Vol.V No.IV Pg.7
June 1968

Queries And Answers

Robert F. Turner

Dear bro. Turner:

Does Jas. 5:12 prohibit taking oath for an elective office or in court? If all oath-taking is wrong, why did God swear? (Heb. 6:13-f)


Space will not permit a full study of oath-taking, but (tighten seat belts) in its early form it indicated faith in the presence of Almighty God. It said, "I know God hears me, and holds me accountable for my words. I promise thus and so, aware that I am in His presence. I acknowledge Him as witness, etc., etc."

Note Paul's "oath": "Now the things which I write unto you, behold, before God, I lie not." (Gal. 1:20) Or in 1 Thes. 5:27 "I charge (adjure,rt) you by the Lord that this epistle he read unto all the holy brethren." The difference in an oath and "cursing" should be apparent, despite the fact that the terms are sometimes confused (cf. Herod's oath, albeit a foolish one; and Peter denying Christ with an "oath" (curse). (Matt. 14:7-9; 26:72) The degeneration of the oath kept pace with loss of genuine respect for God and absolute faith in His presence. None who are deeply aware of God's presence could, acting impassionately, call upon God to witness their foolish words and deeds. But as God is taken less seriously, an oath calling upon God as witness is considered less important.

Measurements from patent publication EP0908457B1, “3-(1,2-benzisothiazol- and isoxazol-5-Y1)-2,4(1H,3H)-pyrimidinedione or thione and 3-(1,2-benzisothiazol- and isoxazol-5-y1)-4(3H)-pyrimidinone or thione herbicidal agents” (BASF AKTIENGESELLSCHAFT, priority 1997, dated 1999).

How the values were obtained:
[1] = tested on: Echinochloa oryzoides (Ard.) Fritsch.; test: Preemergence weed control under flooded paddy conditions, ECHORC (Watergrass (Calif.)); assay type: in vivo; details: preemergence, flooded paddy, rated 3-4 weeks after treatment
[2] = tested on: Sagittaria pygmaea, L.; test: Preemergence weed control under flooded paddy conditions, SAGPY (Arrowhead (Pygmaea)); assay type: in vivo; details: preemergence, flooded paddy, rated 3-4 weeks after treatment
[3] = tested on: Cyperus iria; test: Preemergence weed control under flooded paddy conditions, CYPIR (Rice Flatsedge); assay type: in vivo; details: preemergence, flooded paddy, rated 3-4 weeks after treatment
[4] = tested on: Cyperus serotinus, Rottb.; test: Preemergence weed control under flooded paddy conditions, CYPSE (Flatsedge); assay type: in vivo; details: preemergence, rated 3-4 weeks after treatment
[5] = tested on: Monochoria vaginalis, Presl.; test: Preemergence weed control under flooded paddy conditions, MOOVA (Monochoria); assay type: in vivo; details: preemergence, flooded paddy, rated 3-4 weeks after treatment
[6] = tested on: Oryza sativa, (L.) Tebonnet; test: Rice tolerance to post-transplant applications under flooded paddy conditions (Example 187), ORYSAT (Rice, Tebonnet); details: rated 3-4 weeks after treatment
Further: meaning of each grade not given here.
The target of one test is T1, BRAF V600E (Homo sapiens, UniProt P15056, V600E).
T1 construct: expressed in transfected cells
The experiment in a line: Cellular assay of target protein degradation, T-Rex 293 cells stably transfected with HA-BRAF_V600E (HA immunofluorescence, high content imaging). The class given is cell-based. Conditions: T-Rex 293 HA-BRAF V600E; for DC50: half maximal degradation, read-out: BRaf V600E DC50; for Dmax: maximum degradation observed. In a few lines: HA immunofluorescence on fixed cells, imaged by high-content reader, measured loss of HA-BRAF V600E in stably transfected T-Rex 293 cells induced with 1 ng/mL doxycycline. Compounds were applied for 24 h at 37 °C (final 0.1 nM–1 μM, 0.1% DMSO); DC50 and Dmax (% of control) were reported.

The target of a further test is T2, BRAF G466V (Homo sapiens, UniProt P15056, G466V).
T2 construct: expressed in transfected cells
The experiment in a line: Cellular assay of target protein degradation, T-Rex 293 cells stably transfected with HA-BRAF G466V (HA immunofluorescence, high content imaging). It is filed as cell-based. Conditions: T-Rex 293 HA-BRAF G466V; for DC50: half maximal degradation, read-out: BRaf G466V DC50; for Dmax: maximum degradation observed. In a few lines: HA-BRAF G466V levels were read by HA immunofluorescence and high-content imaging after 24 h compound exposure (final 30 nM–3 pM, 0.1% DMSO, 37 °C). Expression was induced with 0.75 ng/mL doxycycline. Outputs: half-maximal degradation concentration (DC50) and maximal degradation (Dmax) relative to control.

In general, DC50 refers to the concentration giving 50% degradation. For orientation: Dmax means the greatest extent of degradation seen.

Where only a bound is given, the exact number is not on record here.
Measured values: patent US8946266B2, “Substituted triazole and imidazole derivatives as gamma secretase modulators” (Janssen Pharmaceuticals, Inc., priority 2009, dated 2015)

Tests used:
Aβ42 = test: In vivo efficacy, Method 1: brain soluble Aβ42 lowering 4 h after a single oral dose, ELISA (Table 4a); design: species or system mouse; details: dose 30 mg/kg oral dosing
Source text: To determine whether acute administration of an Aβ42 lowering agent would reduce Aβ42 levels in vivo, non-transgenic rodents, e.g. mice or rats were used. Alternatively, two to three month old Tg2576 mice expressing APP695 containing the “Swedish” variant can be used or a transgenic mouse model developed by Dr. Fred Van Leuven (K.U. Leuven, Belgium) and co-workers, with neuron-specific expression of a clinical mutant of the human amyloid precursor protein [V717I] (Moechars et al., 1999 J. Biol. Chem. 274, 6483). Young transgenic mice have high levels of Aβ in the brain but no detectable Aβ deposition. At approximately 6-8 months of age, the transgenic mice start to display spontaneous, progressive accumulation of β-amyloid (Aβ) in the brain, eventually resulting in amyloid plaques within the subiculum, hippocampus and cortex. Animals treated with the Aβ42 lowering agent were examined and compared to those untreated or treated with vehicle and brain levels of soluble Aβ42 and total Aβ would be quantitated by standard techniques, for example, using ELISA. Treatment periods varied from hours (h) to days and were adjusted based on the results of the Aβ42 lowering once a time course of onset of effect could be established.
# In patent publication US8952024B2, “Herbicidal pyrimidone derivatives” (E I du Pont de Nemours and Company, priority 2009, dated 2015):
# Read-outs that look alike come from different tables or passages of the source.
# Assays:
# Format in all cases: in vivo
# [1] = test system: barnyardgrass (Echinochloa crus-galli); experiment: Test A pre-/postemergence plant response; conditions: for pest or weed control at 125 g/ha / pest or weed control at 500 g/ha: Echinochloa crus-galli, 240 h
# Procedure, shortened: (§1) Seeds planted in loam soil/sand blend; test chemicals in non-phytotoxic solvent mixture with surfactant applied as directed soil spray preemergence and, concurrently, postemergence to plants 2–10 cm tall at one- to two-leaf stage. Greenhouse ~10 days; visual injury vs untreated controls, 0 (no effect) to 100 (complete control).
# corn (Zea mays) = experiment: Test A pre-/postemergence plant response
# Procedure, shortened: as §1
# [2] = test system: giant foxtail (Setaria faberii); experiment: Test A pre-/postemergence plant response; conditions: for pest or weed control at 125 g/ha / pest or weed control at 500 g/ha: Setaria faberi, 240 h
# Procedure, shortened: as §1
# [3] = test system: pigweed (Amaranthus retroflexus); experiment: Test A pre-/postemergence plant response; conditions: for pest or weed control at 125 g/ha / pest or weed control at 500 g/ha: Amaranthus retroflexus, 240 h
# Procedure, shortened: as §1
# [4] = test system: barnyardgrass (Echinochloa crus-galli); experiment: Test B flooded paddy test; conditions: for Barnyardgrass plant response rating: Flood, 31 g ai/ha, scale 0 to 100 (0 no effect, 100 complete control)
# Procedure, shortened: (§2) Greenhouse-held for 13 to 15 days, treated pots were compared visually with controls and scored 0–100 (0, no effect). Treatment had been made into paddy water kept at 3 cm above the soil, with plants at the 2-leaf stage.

God "swore by Himself" i.e., called upon Himself as witness, "because He could swear by no greater." (Heb. 6:13) The indications are that if there had been one greater. He would have sworn by Him. Taking an oath is a serious business, and imposes grave responsibility.

But Jesus said, "Swear not at all" (Matt. 5:33-37) "let your communication be, Yea, yea; Nay, nay..." Here, in our day by day communications, our integrity should be such as to call for no "witness." Jesus does not question the use of God as witness, per se; but strikes at the moral decay -- lying, cheating, and dishonor -- that had developed specious "rules" concerning oaths (see Matt. 23:16-22) and made a mockery of calling God to witness our casual transactions.

When Jesus said, "Whatsoever is more than these (yea, nay, rt) cometh of evil." (Matt. 5:37) He asserts that Satan and his influence establish the clime that produces, in reaction, all guarantees, certifications, and calling to witness. If nothing but truth were known in the world, neither God nor Paul would have used an oath. It was for a world made skeptical by the lies which abound -- not because of weakness on God or Paul's part -- that a witness was called. Christ teaches a series of lessons (Matt. 5:20-ff) that delve beneath the overt act, and get to the heart of matters.

Lenski says, "The man whose heart is true to God utters every statement he makes as though it were made in the very presence of God before whom even his heart with its inmost thought lies bare." Taking a required oath to satisfy legal procedure adds nothing to the word of one already wholly honest, "before God and man."